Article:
One technology for 5G wireless networks. In

One of the main possible applications of SP technology, as mentioned above, is it as enabling technology for 5G wireless networks. In this section I’m going to present a case study on its application as a transceiver between base station and the antennas in a communication network, based on the technology introduced in the previous section.?To achieve the goals of 5G mentioned in section 1 (increased bandwidth, low latency, faster bit transmission), there is a need of rethinking and reorganizing the radio access networks (RANs).

Since the number of connected devices is expected to increase hugely, radio-over-fiber links (RoF, i.e. light is modulated by a radio signal and transmitted over an optical fiber link) appear to be the solution: given the large number of required links, therefore, a cheap, scalable SP transceiver is needed. ?In Ref. 6, a III-V-on-silicon distributed feedback laser is used as a transmitter (fig. 17).

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The laser is built by an adhesive wafer bonding on a InP/AlGaInAs multi-quantum-well epitaxial stack to a integrated circuit based on silicon photonics. The silicon waveguides are 400 nm thick, 180 nm deep, and a DFG grating is defined in them, below the III-V gain material. Light is coupled from the gain section to the Si waveguide by a tapering in two steps, that minimizes reflections and guarantees no light losses due to coupling to higher order modes.

At the receiver side a high-bandwidth waveguide-couples Ge-on-Si photodetector (to translate the signal from optical to electrical) are used (fig. 18). More specifically, the RX is a 14 ?m Ge-on-Si waveguide-coupled avalanche photodetector on a SP integrated circuit, where the Germanium slab (400 nm thick and 1000 nm wide) is p-doped, built over a n-doped Silicon waveguide.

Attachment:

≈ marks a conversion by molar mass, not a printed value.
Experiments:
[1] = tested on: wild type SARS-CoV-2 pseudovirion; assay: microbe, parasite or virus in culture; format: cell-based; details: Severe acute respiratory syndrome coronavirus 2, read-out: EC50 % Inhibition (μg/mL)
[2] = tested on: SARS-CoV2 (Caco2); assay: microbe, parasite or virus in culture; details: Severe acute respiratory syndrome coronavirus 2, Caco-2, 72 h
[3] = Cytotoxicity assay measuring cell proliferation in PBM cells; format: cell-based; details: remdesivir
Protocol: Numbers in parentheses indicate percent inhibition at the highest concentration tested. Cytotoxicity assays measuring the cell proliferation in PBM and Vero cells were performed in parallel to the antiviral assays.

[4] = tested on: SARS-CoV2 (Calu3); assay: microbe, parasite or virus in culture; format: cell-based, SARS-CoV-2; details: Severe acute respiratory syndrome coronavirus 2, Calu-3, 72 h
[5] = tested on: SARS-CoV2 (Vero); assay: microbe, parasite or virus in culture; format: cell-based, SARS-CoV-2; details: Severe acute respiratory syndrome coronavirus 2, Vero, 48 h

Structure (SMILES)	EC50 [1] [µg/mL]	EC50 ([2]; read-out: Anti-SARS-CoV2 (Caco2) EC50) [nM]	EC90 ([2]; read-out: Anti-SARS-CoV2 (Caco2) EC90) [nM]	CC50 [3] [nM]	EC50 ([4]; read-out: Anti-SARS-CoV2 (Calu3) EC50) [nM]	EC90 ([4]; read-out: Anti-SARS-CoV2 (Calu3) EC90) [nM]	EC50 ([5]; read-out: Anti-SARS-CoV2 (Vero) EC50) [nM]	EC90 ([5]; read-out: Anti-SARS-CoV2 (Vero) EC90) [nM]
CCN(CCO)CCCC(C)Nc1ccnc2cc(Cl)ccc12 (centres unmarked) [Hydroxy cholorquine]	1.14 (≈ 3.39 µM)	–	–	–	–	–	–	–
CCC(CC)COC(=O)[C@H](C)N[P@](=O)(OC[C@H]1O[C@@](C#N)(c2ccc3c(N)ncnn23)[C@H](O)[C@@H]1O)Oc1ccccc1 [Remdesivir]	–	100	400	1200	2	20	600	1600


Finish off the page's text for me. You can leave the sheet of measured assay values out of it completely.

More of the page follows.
The receiver works in avalanche operation at low voltages, in order to improve the link gain without needing very high power.?These devices appear to be a scalable and a cost-effective solution for future mass usage. They have been tested for 1) a 64-QAM OFDM signal at 3.5 and 5 GHz and for 2) a 16 Gbps 16-QAM at 20 GHz data signal, showing both the feasibility of a high bit rate transmission with these devices, as well as good linear behavior and low noise level.?The bit-error rate (BER) for experiment n.2 has been found to be below 2.

5 · 10?8 and of 5 · 10?5 respectively with and without the presence of an equalizer. The received constellation is reported in fig. 19, along with an electrically transmitted back-to-back 4 GBd for comparison purpose.

The obtained results from the study show that the silicon photonics transceivers can be used to transmit a high complex-modulated data (as this is the case of a quadrature-to-amplitude modulation) of on a high frequency carrier. Is it then possible to operate at a frequency of about 28 GHz, that is the range of interest of fifth generation wireless networks.